Both Democrats and Republicans have 48 seats in the Senate and four seats remain undecided with those races still outstanding.
WASHINGTON -- The 2022 midterm elections are shaping up to be some of the most consequential in the nation's history, with control of Congress at stake.
All 435 seats in the House and 35 of 100 seats in the Senate are on the ballot, as well as several influential gubernatorial elections in battleground states like Arizona, Georgia, Pennsylvania and Wisconsin.
In the Georgia Senate race, ABC News reports no candidate will receive more than 50% of the vote, meaning there will be a runoff election between Democrat Raphael Warnock and Republican Herschel Walker on Dec. 6. This race is one of the most competitive in the country and will likely determine which party will control the Senate.
There are two other Senate races -- Alaska and Nevada -- as well as a number of House races that have yet to be called. Most are separated by razor-thin margins and all will come down to counting the vote.
Democrats are defending their narrow majorities in both chambers. Republican control of either the House or Senate would be enough to curtail most of President Joe Biden's legislative agenda and would likely result in investigations against his administration and even his family.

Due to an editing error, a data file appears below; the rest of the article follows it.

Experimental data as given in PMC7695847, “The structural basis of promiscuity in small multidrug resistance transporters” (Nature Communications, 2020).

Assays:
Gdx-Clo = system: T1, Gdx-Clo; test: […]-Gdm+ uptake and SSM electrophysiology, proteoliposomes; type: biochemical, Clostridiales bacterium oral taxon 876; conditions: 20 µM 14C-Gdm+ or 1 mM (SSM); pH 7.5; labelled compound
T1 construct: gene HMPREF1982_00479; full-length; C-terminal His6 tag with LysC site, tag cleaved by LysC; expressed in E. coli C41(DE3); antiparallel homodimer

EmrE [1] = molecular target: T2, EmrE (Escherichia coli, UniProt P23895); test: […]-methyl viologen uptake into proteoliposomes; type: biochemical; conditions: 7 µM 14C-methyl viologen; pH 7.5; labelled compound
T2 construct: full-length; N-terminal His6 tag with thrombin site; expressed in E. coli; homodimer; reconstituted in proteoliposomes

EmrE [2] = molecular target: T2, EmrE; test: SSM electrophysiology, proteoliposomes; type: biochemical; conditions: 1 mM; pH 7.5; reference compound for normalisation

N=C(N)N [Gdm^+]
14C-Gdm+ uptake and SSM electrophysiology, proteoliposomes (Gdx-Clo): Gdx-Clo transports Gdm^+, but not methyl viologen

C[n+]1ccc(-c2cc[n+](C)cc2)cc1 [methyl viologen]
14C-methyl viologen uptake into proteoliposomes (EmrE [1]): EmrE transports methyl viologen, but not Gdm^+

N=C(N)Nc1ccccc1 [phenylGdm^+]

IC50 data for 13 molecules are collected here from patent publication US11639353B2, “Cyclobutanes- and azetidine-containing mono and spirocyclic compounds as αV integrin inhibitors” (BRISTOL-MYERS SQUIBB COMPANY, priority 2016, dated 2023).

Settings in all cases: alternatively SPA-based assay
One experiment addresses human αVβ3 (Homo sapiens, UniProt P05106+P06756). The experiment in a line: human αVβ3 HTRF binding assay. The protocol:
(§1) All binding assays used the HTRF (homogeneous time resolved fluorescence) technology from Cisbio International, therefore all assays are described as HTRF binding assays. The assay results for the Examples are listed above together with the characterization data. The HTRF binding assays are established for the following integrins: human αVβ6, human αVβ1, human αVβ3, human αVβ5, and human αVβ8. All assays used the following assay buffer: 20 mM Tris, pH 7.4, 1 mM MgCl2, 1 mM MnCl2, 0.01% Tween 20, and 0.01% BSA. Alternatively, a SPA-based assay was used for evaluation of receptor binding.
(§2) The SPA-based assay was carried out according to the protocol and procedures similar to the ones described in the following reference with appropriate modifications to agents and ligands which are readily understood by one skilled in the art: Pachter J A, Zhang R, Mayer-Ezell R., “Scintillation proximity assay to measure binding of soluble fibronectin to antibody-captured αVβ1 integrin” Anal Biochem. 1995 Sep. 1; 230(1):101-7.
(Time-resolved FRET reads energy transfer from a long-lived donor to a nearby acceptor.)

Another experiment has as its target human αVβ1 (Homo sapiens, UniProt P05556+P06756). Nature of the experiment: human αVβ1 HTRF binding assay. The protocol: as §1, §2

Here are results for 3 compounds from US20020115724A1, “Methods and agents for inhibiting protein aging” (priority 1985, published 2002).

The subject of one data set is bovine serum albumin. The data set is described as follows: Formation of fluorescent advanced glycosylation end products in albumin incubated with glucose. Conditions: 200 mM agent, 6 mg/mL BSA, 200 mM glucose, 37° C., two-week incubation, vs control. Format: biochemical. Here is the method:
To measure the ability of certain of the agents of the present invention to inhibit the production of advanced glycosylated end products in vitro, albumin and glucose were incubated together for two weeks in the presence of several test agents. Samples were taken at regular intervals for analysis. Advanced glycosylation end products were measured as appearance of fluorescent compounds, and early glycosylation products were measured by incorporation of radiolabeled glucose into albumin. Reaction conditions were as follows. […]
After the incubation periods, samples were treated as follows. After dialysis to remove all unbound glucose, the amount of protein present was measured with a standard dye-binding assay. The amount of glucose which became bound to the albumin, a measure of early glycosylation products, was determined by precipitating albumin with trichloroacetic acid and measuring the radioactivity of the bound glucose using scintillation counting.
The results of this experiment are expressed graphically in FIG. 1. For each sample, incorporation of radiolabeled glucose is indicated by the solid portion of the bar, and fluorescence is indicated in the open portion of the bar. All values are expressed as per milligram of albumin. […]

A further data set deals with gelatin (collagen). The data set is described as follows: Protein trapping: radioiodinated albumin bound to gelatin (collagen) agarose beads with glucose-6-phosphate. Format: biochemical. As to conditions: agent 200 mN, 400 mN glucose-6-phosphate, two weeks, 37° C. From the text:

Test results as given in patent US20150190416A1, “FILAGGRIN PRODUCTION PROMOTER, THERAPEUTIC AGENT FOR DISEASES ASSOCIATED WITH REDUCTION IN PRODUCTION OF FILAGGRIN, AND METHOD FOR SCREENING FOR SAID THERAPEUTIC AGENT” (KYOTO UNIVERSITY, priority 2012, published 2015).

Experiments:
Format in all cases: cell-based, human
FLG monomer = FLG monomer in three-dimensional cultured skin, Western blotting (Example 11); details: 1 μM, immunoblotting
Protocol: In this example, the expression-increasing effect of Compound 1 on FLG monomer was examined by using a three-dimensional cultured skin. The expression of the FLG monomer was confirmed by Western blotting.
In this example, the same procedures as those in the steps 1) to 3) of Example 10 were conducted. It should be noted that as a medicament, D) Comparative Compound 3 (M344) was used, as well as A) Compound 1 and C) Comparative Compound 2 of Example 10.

Voters in battleground Michigan enshrined abortion rights in the state constitution, joining reliably Democratic California and Vermont in taking that step.
An anti-abortion measure in Kentucky was too early to call.
The Tuesday ballot measures came months after the Supreme Court overturned Roe v. Wade and the constitutional right to abortion it guaranteed to women nationwide. The decision in June has led to near-total bans in a dozen states.
Voters have approved recreational marijuana in Maryland and Missouri and rejected it in Arkansas and North Dakota. The measure also is on the ballot in South Dakota.
The elections are seen as a test of legalization's support in even the most conservative parts of the country.
The state voting follows moves by President Joe Biden toward decriminalizing marijuana.
Heading into the election, recreational marijuana was legal in 19 states, and polls have shown opposition to legalization softening.
The Associated Press and ABC News contributed to this report.